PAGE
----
Now before I get into the meat of the review of the finale, let me just assure readers right up front that here’s nothing wrong with the above estimation. Much like the entire run of Star Wars motion pictures, I’d argue we can all agree that there are good ones and bad ones. Each of us have our favorites. Each of us cling to certain characters or certain sequences more than we do others. Experiencing entertainment is a very personal experience, so we just have to learn to accept ‘it is what it is’ when it comes to the delivery of these streaming series for better or for worse.
As I’ve tried to remain consistent from Fett’s first episode, I’ve no qualms whatsoever with his new mythology. I think of it as a new take on a classic character, and I’ve found some of it grand storytelling. In some ways, much of it has made perfect sense, even though there’s been very little established definitively about the galaxy’s greatest bounty hunter. Showrunner Jon Favreau delivered a solid product – yes, one with a few flaws – and while I don’t see it as being anywhere near the greatness that is The Mandalorian’s first two seasons I certainly don’t expect every series to smash a homerun just because. That isn’t an easy achievement, and I do think fans should be a bit more appreciative and maybe even a bit less destructive.
In fact, just yesterday I engaged with a Star Wars fan over ‘The Twitter,’ that Dark Side of the World Wide Web.
His argument against the Fett show was that it was entirely too short, that seven episodes do not a series, and someone (if not all someones) should get on the horn to Walt Disney itself and let them know we’re not gonna take this anymore. Being of ripe age and somewhat still ripe mind, I had to remind the youngling that, back in the day, die hard Star Wars fans had to wait three years between roughly two hours of programming; by comparison, the Mouse House is delivering anywhere from five to twenty hours annually theses, so I think a bit of appreciation is owed. This stuff isn’t cheap; and I’d rather the powers that be take some time to get it done right instead of shoving that JJ Abrams’ garbage down our gullets again.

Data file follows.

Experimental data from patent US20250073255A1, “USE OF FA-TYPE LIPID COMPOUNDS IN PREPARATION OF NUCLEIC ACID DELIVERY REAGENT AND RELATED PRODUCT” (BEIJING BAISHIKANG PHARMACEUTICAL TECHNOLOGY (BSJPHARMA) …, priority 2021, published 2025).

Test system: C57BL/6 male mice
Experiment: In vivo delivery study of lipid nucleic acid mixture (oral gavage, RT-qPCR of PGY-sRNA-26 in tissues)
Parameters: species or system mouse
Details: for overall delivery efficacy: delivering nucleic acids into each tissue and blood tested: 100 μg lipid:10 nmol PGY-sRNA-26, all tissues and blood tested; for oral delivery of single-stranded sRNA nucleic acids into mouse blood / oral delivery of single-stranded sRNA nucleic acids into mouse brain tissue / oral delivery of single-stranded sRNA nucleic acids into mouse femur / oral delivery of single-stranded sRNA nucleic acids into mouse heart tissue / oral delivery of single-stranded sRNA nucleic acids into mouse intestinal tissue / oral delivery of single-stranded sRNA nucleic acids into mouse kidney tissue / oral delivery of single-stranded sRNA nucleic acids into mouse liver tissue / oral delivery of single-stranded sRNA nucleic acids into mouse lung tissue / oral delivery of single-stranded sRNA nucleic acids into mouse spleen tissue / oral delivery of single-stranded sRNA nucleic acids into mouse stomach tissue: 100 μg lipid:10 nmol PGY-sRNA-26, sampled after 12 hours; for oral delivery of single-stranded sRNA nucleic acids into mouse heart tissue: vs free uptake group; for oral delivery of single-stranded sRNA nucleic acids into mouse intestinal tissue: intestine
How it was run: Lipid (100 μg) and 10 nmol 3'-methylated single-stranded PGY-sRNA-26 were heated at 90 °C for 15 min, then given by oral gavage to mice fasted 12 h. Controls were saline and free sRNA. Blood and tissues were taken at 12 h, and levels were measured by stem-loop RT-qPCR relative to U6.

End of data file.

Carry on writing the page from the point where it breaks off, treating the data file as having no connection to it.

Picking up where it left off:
In other words, let’s try to be a little more thankful, ok? I’m not encouraging folks to like a show maybe they didn’t like because as all of you should know by now that isn’t my ‘way.’ I’m more of a ‘to each his own’ kinda guy. But show a little appreciation for the fact that – in the very least – someone is trying to continue the legacy of the galaxy far, far away in a meaningful way. Let’s not demand more for the sake of demanding more. That usually doesn’t end well.
Just like The Book Of Boba Fett took a side journey as ‘The Mandalorian: Season Two-And-A-Half,’ I’m now back on track with a review for “In The Name Of Honor.”
In my mind, Fett has always worked best as a character somewhat shrouded in mystery; I think while others may not have realized that there are far more who agree with those sentiments based on his show’s reception. I’ve read reviews that postulated ‘Boba wouldn’t do this’ and ‘Boba wouldn’t do that,’ and – while much of it has been interesting – I don’t know how these folks in the know have reached their conclusions. Granted, the clone has enjoyed a reasonable amount of exploration in the books and comics; but Disney is already on record as removing them as canon. Consequently, his choices in the program are all we have as establishing parameters.